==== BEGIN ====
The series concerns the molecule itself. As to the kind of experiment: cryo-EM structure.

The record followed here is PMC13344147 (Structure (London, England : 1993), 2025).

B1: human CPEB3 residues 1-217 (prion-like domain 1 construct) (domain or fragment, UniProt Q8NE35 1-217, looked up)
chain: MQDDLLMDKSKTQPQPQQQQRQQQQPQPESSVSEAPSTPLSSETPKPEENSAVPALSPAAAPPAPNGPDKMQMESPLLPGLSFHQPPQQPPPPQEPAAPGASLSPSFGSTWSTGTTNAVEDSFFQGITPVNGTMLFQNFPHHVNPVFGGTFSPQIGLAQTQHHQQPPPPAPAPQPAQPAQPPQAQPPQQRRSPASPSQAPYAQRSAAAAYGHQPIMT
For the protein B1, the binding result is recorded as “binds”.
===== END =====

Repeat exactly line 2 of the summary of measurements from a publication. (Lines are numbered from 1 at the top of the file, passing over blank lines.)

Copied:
The record followed here is PMC13344147 (Structure (London, England : 1993), 2025).